NZ can be world champs, Aussies pay for mistakes

The New Zealand Baby Blacks became the inaugural U20 Rugby Championship champions after defeating the Australian Junior Wallabies 36-25 at Queensland's Sunshine Coast on Sunday.

Winger Stanley Solomon scored twice in the first half to help the New Zealanders take a narrow lead in the second half, but the Aussies rallied after the break with just one point between the two teams with 10 points to play.

With Rico Simpson marking the top five from the sin basket, substitute Sam Coles had two shots on target late in the game as the New Zealanders ran out for what the scoreboard might suggest was a comfortable win.

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But it was anything but that. Both New Zealand and Australia have shown real signs of promise which is very exciting ahead of the World Rugby Under-20 Championship in South Africa late next month.

Here are some takeaways from New Zealand's famous win across the ditch.

New Zealand will compete for the drought-breaking Under-20 Championship title

The Baby Blacks have not won the prestigious World Rugby Under-20 Championship for a long time. Asafo Aumua stole the show with a stunning hat-trick in the 2017 decider against England, which New Zealand won 64-17 in Georgia.

Dalton Papalii, Luke Jacobson and Steven Perofeta also scored on the day. With the twenties being an important milestone for any young player on the rise, going on to win a world title is a springboard for these young stars to shine.

But they failed to win the last three editions of the tournament.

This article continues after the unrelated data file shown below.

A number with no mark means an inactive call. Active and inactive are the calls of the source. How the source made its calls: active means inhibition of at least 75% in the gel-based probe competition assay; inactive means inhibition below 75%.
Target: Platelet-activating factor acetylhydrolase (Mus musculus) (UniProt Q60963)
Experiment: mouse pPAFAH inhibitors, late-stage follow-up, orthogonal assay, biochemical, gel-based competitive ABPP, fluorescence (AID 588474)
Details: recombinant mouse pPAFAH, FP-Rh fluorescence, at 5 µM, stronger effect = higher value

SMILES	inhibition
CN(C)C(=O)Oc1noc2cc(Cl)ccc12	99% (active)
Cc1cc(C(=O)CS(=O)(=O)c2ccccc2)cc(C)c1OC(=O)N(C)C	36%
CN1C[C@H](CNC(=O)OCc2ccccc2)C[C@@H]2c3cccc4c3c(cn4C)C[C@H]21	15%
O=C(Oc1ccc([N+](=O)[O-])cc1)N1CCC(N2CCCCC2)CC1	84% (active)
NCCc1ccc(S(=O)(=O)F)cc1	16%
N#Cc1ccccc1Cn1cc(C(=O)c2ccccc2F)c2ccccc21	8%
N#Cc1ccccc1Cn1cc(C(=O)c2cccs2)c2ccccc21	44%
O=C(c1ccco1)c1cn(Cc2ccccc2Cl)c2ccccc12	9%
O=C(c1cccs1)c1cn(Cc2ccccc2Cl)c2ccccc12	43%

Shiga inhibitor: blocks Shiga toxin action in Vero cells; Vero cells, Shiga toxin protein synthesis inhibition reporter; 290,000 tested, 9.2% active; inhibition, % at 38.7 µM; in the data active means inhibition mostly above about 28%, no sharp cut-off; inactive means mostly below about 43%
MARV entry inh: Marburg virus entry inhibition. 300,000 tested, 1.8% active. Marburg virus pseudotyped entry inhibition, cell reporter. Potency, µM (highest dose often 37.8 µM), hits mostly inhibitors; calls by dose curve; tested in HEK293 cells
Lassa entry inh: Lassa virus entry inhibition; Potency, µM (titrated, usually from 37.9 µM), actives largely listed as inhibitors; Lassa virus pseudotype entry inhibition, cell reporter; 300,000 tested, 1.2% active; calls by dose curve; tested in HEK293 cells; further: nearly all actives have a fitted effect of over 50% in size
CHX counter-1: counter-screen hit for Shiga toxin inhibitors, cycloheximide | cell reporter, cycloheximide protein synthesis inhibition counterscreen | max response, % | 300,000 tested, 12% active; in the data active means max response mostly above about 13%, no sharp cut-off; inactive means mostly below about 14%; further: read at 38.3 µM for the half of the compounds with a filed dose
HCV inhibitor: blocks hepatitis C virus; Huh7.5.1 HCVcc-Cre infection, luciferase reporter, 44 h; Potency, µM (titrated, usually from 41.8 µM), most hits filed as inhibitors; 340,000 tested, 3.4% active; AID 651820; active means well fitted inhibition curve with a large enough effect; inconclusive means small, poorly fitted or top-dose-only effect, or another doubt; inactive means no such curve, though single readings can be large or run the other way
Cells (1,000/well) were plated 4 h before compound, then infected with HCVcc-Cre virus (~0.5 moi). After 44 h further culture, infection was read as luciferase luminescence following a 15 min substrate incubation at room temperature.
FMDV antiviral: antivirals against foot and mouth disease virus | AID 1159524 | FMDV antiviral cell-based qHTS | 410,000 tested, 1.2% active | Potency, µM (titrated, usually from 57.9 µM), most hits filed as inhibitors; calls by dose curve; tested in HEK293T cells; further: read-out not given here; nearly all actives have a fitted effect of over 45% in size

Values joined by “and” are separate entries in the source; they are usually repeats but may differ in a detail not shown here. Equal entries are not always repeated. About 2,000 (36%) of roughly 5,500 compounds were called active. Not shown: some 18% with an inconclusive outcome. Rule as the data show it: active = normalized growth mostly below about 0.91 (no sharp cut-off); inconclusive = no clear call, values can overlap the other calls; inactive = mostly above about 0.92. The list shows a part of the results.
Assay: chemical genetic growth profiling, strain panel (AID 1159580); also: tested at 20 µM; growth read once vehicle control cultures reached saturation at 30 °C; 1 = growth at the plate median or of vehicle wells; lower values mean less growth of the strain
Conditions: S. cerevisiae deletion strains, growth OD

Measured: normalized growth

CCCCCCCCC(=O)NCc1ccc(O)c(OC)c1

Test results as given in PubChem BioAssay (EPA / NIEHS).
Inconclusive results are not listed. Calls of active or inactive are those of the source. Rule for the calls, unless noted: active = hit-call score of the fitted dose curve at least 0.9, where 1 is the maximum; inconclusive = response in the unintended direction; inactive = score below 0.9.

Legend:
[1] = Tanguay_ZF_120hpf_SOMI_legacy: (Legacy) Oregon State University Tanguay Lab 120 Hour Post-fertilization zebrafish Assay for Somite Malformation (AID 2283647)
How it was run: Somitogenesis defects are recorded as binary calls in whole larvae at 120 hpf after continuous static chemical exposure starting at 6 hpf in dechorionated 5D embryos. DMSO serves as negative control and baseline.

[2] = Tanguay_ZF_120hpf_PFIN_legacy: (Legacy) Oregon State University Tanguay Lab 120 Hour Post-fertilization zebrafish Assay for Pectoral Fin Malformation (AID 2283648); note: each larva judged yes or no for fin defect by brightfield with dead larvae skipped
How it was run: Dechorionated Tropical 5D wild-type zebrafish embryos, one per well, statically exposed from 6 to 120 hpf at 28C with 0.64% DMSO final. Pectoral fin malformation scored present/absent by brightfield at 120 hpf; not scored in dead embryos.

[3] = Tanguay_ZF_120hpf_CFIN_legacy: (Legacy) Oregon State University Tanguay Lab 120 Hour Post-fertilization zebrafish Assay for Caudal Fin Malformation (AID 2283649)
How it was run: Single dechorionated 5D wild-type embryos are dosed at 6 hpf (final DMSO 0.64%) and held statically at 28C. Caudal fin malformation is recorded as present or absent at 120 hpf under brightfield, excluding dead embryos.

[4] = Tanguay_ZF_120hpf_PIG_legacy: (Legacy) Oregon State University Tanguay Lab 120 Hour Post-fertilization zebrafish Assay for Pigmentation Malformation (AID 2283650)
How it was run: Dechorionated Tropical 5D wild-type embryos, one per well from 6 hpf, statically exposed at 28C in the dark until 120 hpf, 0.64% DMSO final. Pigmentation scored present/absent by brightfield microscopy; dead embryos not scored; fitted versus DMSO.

New Zealand have officially been crowned champions of the inaugural Under-20 Rugby Championship after beating Australia on Sunday. Every player and member of staff has been truly outstanding, but there is another title they are chasing.

The New Zealanders want to win it all in South Africa from the end of next month, and after coming through the Junior Rugby Championship with an unbeaten record, there is every reason to believe this will be the team to break New Zealand's U20 dominance.

Backrower Malachi Wrampling-Alec already looks like a black player in waiting, and the duo of Dylan Pledger and Rico Simpson have also caught the eye. This team has the makings of something extra special but it's up to them to prove it.

England, Ireland and France are likely to be the best Northern Hemisphere teams in the tournament. But New Zealand have shown enough that if they bring their best to South Africa, they can match them with any team.

They may be your favorite depending on who you ask.

Stanley Solomon is your name Need To remember

Remember the name Stanley Solomon. The New Zealand Under-20 winger turned heads with a stunning performance against South Africa in the opening match of the tournament 10 days ago, but was left out of the squad to face Argentina.

With the World Rugby Under-20 Championship looming, it made sense for Jonno Gibbs and the rest of the New Zealand coaching staff to rotate their squad. It also gave some players time to rest and recover before the decisive confrontation in the final round.

It was no surprise to see Stanley Solomon return to the starting line-up to play for the Junior Wallabies. Solomon has had more than a week to recover, rest and refocus before the Trans-Tasman Derby and it appears to have paid off.

Suleiman scored the opening try of the competition in the 18th minutey One minute after he received the ball in a wide space down the left edge. Australian backfielder Jack Harley chased down the flank but was never on the same run as the New Zealanders took the lead.

But wait there's more.

Excellent players have the ability to make something out of nothing – turn half-chances into points – and that's exactly what the Baby Blacks' number 11 did before half-time. One of the Australian players threw an errant pass and the winger made the most of it.